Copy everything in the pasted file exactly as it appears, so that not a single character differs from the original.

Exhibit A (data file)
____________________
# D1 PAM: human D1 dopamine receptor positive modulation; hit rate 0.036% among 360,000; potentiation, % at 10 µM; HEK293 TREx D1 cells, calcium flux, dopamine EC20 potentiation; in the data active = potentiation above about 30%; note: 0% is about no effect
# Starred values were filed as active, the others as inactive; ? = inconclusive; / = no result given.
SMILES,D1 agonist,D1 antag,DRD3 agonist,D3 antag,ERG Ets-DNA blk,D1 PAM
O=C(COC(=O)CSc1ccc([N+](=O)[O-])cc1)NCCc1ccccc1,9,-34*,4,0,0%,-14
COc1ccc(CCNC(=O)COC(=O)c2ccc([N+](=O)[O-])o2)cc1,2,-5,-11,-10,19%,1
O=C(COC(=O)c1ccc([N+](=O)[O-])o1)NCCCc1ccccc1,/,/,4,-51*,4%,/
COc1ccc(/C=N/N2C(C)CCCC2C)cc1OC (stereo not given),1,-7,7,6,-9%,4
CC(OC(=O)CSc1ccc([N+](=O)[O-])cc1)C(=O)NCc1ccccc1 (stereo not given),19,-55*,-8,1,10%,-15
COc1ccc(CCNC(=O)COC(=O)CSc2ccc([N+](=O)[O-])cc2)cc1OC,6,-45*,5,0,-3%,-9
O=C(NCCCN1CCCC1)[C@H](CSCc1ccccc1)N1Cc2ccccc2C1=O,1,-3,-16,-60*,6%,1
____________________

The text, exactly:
# D1 PAM: human D1 dopamine receptor positive modulation; hit rate 0.036% among 360,000; potentiation, % at 10 µM; HEK293 TREx D1 cells, calcium flux, dopamine EC20 potentiation; in the data active = potentiation above about 30%; note: 0% is about no effect
# Starred values were filed as active, the others as inactive; ? = inconclusive; / = no result given.
SMILES,D1 agonist,D1 antag,DRD3 agonist,D3 antag,ERG Ets-DNA blk,D1 PAM
O=C(COC(=O)CSc1ccc([N+](=O)[O-])cc1)NCCc1ccccc1,9,-34*,4,0,0%,-14
COc1ccc(CCNC(=O)COC(=O)c2ccc([N+](=O)[O-])o2)cc1,2,-5,-11,-10,19%,1
O=C(COC(=O)c1ccc([N+](=O)[O-])o1)NCCCc1ccccc1,/,/,4,-51*,4%,/
COc1ccc(/C=N/N2C(C)CCCC2C)cc1OC (stereo not given),1,-7,7,6,-9%,4
CC(OC(=O)CSc1ccc([N+](=O)[O-])cc1)C(=O)NCc1ccccc1 (stereo not given),19,-55*,-8,1,10%,-15
COc1ccc(CCNC(=O)COC(=O)CSc2ccc([N+](=O)[O-])cc2)cc1OC,6,-45*,5,0,-3%,-9
O=C(NCCCN1CCCC1)[C@H](CSCc1ccccc1)N1Cc2ccccc2C1=O,1,-3,-16,-60*,6%,1